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Original Issue

A roundup of the sports information of the week

BASKETBALL—NBA: After dropping six straight, the New York Knicks finally kicked the habit and upended Phoenix 114-99. Milwaukee moved to an 11½-game margin over Detroit by winning all four of its games—against Phoenix 118-94, Detroit 107-106, Los Angeles 122-88 and Chicago 103-96. In the Pacific Division, San Diego won its three games and took the No. 3 spot from Seattle. The Rockets beat Seattle 124-107, San Francisco 119-111 and Cincinnati 120-116. Baltimore lost two of three but retained a fat 11-game lead over Cincinnati in the Central Division.

ABA: The Kentucky Colonels went down to the Squires' Old Virginia Home and were reduced to privates 128-123. The Floridians, meanwhile, won four of five games and moved past Pittsburgh and out of last place. West Division-leading Utah lost to Kentucky 130-118 but then won three straight to hold a two-game lead over Indiana.

BOXING—In his first defense of the world lightweight championship KEN BUCHANAN of Scotland won a unanimous decision over Ruben Navarro in Los Angeles (page 54).

FIGURE SKATING—JULIE HOLMES won America's only gold medal in the Pre-Olympics in Sapporo, Japan (page 16). Miss Holmes accumulated 1,540 points to Japan's Kazumi Yamashita's 1,458. Dorothy Hamill of New York was third.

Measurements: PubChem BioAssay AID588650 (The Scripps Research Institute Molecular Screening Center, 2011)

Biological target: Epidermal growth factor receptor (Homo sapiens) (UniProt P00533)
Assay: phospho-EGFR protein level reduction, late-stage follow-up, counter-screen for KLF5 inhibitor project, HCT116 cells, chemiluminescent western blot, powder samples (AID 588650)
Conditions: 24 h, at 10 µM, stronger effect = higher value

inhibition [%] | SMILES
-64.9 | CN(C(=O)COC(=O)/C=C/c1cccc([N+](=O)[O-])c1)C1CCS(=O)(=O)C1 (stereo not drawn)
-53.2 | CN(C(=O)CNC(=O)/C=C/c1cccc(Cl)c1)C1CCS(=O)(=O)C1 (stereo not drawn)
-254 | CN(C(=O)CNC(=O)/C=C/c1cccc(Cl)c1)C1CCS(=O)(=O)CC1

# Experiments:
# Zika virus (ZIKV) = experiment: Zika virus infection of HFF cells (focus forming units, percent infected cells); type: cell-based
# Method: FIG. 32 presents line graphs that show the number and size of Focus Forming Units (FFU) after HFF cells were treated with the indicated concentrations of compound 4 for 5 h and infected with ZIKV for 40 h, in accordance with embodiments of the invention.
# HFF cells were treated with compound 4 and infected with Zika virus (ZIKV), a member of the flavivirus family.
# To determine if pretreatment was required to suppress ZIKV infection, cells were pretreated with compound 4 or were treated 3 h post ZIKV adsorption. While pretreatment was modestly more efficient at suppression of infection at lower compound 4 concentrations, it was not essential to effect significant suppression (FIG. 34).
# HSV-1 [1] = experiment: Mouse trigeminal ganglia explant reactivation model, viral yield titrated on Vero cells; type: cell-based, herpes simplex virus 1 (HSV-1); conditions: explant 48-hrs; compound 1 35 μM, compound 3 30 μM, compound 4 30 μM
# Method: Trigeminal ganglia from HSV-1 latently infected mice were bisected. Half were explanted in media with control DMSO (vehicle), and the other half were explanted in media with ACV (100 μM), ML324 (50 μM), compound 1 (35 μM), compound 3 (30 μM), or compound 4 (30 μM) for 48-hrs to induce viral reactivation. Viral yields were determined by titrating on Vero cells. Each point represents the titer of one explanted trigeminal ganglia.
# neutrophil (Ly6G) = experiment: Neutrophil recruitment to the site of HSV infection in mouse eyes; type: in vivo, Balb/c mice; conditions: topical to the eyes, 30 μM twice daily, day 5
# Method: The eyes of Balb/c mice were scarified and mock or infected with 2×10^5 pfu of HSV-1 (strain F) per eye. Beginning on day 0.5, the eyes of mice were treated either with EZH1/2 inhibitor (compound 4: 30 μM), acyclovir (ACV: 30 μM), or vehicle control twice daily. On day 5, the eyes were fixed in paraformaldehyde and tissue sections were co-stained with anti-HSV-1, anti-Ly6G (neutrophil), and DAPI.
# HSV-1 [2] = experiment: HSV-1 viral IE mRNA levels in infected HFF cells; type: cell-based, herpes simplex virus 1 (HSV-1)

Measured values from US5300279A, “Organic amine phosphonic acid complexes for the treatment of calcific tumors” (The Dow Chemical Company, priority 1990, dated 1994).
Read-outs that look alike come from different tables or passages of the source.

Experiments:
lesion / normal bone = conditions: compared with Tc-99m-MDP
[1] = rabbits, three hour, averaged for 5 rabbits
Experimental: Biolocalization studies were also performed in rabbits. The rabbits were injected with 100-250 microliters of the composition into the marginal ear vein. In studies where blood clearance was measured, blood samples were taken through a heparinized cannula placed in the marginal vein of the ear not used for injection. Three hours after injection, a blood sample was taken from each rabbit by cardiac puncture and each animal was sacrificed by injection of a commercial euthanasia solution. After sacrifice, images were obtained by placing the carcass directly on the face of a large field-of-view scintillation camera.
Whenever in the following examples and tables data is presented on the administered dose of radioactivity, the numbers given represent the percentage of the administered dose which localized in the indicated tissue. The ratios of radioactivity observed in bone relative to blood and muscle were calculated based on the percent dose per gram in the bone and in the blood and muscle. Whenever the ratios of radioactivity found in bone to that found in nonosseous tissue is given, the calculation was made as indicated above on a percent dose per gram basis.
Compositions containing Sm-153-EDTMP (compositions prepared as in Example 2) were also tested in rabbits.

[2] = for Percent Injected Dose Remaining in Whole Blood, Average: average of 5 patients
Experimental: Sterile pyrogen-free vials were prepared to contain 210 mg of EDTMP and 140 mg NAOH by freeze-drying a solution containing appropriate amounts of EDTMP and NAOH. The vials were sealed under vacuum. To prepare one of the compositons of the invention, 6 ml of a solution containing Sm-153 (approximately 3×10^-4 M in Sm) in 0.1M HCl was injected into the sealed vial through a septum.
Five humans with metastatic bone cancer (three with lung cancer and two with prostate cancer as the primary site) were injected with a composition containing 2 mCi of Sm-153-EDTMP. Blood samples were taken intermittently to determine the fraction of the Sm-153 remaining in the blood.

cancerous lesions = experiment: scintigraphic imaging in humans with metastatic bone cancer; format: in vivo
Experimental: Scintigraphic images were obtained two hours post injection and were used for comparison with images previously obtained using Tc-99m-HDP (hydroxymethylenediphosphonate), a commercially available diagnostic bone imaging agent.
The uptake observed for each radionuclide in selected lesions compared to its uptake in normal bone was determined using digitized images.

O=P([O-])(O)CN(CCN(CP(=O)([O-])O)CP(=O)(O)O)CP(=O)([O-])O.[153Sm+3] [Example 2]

GOLF—ARNOLD PALMER sank a 25-foot putt for a birdie on the first sudden-death hole to defeat Ray Floyd and win the $140,000 Bob Hope Desert Classic at Palm Springs (page 12).

HOCKEY—In the East, Boston trounced New York 6-3 and expanded its lead to nine points in the East Division. Vancouver left the basement by downing Detroit 5-3 and Buffalo 6-3. Detroit defeated California, occupant of the West's cellar, before dropping two in a row and into last place. The Chicago Black Hawks slipped from 22 to 17 points ahead of St. Louis, while Pittsburgh jumped from fifth to third.

HORSE RACING—The second-longest shot on the board, a 49-1 choice, registered a stunning upset in the $132,100 Charles H. Strub Stakes at Santa Anita. WAR HEIM ($100) ran the mile and a quarter in 2:00[3/5] to beat Hanalei Bay by a nose.

Rokeby Stable's Fort Marcy, America's Horse of the Year in 1970, made his first start in three months and lost to SHELTER BAY ($8.40) by a head at Hialeah.

MOTOR SPORTS—RICHARD PETTY of Randleman, N.C. won the Daytona 500 late-model stock-car race, his third such win in eight years, by finishing 10 seconds ahead of teammate Buddy Baker (page 56)

SKIING—MARILYN and BARBARA COCHRAN, crediting their mother's cooking, finished 1-2 in the special slalom in Mont Ste. Anne, Quebec to give the U.S. its first victory in World Cup competition this season. Marilyn had a combined clocking of 1:22.20, with Barbara 1.25 seconds behind.

SPEED SKATING—In Inzell, Germany 15-year-old ANNE HENNING of Northbrook, Ill. equaled the women's 500-meter world record of 43.2. Miss Henning tied Tatjana Sidorova's record established in January 1970. Ruth Schleiermacher of East Germany was second in 44.0.

SWIMMING—JOHN KINSELLA of Indiana University, winner of the AAU's John E. Sullivan Award as the outstanding amateur athlete in the U.S. last year, broke the NCAA 500-yard freestyle record in Bloomington, Ind. by clocking a 4:31.8, five-tenths of a second better than his old mark.